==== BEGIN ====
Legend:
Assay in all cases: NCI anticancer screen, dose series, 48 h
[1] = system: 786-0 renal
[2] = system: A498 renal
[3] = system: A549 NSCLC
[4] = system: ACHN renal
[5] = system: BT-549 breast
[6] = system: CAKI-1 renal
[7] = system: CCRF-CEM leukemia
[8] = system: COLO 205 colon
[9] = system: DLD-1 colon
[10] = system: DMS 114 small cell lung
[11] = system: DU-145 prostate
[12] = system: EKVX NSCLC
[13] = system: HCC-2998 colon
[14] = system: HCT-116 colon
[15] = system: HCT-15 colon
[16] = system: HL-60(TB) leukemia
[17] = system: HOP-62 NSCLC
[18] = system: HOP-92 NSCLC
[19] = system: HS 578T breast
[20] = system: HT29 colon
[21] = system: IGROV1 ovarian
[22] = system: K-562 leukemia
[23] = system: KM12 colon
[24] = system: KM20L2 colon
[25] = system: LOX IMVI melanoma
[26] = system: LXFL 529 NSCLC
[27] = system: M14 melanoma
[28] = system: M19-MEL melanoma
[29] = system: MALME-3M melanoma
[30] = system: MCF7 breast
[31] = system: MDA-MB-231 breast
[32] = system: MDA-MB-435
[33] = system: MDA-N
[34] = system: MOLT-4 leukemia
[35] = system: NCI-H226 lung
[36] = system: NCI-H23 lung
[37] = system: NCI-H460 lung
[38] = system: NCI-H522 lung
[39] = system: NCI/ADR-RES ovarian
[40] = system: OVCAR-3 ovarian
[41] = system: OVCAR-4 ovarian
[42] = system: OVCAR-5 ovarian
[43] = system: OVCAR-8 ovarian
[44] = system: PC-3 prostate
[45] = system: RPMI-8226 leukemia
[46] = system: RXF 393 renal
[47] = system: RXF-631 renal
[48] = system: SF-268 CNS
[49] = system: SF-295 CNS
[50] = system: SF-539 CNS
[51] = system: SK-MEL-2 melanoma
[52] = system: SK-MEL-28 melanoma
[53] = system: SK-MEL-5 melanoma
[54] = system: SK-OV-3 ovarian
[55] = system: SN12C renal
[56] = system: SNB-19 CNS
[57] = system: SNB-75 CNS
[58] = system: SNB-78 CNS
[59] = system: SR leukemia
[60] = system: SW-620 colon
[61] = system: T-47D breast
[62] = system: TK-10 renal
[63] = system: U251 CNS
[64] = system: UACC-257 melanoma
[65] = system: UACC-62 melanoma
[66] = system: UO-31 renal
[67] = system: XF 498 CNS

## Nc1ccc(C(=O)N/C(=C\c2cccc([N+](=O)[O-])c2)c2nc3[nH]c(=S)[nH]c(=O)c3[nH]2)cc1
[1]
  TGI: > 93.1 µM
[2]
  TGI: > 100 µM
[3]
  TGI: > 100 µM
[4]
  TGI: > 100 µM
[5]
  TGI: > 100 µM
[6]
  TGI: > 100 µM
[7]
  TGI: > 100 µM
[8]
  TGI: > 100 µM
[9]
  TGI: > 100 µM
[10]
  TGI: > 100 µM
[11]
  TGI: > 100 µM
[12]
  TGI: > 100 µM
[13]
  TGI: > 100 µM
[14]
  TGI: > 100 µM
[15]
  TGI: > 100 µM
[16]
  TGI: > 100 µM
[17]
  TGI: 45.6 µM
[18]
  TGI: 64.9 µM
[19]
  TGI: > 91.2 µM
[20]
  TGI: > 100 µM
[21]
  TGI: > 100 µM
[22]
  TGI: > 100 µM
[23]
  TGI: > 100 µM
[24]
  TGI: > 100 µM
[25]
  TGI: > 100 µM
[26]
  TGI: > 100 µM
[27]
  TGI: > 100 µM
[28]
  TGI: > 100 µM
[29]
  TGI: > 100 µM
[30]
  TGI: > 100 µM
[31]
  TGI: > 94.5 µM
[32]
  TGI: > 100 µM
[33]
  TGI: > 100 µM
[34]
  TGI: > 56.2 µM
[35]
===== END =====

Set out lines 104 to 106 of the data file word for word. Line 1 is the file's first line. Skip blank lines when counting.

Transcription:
  TGI: 45.6 µM
[18]
  TGI: 64.9 µM